12 principles of support
Based upon the exploratory conversations with over 80 people who are playing or have played a role in disaster recovery, these themes, or support principles, came to the fore.
As a prerequisite to the principles, a common message was that organisations, leaders, funders, must understand how disaster recovery differs from usual practice. 'Business-as-usual' (BaU) does not fit the recovery context—like trying to force a square peg into a round hole. Likewise, an appreciation for the complexity, the greyness and the inherent chaos involved in recovery is crucial. Recovery is an iterative process. It evolves. Like most complex social processes—it cannot be predicted, controlled, or rigidly planned.
We need to strike from the lexicon 'business as usual'. This is our business now and the usual is what we are knowing now. Anne Leadbeater – Kinglake Ranges
If you value ordered and structured and neat, then everyone will fail in their role in recovery. Accept the fact that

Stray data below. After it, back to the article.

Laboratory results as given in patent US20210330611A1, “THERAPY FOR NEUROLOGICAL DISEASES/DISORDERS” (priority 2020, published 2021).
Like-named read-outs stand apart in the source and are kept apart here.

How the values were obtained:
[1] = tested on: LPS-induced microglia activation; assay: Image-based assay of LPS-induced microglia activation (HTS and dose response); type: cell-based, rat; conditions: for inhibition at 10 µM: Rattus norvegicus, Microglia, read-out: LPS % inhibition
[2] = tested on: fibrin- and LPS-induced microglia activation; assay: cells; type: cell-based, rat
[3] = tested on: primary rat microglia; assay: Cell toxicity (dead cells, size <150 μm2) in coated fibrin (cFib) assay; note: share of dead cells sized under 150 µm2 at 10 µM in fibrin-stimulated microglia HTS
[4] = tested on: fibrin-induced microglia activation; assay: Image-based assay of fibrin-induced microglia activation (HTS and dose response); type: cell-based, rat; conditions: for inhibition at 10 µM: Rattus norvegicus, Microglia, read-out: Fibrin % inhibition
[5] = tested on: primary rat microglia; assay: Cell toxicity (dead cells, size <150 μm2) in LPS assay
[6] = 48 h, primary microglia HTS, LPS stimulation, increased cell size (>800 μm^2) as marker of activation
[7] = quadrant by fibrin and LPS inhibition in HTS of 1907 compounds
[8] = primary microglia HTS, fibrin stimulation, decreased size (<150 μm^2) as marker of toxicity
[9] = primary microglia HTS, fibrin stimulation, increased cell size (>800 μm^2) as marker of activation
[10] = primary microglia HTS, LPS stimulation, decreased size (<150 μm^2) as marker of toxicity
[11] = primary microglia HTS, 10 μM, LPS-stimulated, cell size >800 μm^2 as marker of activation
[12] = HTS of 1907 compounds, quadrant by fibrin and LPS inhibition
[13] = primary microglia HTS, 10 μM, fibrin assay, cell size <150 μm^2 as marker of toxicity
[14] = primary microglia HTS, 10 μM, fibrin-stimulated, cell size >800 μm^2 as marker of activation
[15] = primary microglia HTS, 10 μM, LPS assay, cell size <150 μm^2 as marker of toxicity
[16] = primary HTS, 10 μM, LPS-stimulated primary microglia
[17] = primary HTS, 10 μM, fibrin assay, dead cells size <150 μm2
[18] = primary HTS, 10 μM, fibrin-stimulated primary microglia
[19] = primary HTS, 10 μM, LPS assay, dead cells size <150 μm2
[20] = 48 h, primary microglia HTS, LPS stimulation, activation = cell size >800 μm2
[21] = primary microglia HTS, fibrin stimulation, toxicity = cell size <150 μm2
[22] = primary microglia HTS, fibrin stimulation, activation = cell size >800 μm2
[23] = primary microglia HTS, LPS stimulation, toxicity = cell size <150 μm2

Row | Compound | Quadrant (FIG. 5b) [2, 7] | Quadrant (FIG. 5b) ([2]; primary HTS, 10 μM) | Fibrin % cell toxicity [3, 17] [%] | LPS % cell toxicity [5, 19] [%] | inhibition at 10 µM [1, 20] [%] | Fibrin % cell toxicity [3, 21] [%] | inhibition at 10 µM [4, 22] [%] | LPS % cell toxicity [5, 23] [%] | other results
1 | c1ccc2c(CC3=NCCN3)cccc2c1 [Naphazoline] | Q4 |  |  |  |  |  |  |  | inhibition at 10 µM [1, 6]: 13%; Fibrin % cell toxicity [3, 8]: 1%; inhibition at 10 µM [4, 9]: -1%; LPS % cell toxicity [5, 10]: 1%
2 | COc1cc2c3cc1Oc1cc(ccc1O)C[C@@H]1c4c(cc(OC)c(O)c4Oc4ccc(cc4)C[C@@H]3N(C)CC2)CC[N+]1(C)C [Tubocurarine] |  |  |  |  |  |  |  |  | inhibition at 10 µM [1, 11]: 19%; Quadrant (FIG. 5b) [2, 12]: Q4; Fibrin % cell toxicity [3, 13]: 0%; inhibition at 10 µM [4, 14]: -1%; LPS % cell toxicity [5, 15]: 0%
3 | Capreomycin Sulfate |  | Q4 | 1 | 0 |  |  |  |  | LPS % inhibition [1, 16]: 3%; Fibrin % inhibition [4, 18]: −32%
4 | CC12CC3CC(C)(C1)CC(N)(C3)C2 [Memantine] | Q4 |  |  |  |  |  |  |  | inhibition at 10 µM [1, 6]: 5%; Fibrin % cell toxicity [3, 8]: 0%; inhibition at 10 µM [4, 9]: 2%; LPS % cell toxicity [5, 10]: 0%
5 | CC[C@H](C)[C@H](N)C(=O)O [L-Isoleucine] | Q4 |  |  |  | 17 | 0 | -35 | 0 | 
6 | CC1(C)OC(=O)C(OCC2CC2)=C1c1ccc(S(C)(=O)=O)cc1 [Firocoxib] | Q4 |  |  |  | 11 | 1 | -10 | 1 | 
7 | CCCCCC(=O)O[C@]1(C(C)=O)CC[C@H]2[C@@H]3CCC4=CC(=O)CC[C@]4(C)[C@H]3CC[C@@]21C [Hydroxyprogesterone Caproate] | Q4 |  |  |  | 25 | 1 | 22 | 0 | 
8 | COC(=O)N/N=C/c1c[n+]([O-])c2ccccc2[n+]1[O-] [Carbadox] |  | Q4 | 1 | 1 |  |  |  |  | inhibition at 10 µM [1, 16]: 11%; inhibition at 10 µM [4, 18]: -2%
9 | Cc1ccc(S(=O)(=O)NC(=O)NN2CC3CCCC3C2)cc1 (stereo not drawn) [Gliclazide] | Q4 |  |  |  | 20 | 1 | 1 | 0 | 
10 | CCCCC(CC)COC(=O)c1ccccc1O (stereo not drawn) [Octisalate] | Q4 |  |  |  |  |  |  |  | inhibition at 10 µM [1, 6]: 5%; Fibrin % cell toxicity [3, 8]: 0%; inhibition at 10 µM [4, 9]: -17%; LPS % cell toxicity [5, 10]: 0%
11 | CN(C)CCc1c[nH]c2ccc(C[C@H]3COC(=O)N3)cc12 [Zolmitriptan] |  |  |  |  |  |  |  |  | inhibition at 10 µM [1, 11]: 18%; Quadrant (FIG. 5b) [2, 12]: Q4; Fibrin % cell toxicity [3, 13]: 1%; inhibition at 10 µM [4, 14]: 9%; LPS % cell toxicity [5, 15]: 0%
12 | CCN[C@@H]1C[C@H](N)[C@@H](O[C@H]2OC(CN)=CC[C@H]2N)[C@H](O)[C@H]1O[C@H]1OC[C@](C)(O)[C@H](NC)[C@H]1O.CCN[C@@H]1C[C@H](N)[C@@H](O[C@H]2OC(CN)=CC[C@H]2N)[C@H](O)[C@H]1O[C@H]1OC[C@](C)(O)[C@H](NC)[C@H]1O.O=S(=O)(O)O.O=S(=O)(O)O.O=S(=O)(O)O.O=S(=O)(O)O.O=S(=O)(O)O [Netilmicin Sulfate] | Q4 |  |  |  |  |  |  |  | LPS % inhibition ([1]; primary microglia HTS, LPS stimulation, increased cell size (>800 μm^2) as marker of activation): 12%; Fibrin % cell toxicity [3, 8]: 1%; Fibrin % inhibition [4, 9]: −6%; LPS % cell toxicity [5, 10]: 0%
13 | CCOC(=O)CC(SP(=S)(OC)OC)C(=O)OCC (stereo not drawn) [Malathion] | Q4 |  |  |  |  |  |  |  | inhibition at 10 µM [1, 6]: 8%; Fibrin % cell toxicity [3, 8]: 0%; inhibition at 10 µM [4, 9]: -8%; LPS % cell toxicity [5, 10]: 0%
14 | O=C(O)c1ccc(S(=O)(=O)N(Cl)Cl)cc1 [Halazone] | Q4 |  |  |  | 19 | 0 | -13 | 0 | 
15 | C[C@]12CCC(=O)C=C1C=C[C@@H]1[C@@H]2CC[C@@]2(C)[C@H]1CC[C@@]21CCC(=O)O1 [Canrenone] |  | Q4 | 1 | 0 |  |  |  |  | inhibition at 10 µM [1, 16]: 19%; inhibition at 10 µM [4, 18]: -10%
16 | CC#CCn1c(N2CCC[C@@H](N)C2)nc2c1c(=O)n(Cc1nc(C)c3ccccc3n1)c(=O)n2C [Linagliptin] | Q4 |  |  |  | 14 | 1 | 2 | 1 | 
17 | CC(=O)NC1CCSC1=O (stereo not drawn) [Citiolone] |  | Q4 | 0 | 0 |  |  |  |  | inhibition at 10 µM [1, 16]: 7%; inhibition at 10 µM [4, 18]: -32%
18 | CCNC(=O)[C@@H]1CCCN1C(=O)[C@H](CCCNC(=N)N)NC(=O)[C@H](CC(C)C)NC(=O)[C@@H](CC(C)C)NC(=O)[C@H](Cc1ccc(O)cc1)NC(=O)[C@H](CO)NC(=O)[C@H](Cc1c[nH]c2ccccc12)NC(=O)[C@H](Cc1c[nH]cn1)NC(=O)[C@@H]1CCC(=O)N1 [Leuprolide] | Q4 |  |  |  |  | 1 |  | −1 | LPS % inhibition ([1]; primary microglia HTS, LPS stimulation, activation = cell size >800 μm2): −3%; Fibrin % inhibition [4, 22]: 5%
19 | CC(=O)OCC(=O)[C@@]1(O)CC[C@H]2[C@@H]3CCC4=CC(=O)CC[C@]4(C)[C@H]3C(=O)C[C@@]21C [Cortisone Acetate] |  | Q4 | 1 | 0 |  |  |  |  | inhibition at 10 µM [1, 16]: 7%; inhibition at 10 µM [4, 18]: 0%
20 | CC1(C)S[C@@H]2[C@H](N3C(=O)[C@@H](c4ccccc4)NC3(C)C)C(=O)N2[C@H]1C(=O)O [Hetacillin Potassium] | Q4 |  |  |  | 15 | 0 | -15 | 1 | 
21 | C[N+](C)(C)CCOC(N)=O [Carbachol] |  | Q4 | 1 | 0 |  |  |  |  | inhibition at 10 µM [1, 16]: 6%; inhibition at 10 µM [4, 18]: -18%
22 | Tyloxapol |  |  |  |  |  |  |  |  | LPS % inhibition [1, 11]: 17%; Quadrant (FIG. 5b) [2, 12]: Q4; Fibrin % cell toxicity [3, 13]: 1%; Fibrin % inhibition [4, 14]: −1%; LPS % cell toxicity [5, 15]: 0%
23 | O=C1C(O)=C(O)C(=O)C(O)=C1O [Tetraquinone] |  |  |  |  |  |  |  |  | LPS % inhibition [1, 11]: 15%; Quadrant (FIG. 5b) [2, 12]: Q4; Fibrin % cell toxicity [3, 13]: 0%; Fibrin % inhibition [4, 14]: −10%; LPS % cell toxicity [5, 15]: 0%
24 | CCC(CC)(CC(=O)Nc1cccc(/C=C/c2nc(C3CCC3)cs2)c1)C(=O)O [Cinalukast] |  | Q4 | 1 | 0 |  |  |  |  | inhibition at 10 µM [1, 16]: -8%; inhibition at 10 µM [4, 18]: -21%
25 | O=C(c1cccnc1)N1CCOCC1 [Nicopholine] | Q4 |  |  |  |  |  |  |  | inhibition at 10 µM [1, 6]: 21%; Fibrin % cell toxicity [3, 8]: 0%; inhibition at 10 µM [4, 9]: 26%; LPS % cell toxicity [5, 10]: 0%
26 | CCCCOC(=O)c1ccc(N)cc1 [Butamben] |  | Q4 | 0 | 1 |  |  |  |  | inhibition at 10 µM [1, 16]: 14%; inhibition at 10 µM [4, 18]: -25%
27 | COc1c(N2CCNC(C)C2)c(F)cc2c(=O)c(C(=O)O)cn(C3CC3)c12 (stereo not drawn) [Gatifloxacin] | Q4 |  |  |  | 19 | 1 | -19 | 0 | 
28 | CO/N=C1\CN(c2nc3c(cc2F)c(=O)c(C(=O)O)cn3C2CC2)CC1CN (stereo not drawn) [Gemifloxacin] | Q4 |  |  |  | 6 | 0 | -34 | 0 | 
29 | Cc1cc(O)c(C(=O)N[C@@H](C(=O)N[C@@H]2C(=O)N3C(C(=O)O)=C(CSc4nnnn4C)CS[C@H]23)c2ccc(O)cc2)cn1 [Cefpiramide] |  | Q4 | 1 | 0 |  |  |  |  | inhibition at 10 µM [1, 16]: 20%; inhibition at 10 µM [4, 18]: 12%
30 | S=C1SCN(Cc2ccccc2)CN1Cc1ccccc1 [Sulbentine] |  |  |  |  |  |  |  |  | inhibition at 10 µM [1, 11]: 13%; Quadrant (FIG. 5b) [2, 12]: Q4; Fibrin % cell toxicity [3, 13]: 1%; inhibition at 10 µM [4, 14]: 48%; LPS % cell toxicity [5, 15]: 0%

recovery is messy. Don't impose firm order. Bend and flex a bit. Kate Brady – Australian Red Cross
Recovery is about taking opportunities to grow great communities following hardship. Great communities emerge on the backs of great people. It is improbable that there will ever be a better return for your efforts or people more deserving of your support.
Local staff and volunteers might not have the network and resources that delegates or managers have, but you cannot achieve without them. Keep them and keep them well. Louise Steen Kryger – IFRC PS Centre
While wellbeing should be everybody’s responsibility and considered in all you do, there needs to be dedicated roles or responsibilities for creating and supporting the framework, expectations and systems, for raising awareness, providing training, monitoring levels and measuring the effectiveness of initiatives put in place.
Create connection opportunities for supporters in order to normalise struggles, offload frustrations with those who understand, and to problem solve. Build connections within the team and the organisation, with peers facing similar challenges from other organisations, with professional supervisors, with those who have previous lived experience of a role in disaster recovery...
One the greatest sources of stress, is the perception that those higher up the chain don’t ‘get it’ – they don’t understand the challenges or the realities within the affected communities. If you want to support, find ways to increase your understanding of the realities on the ground.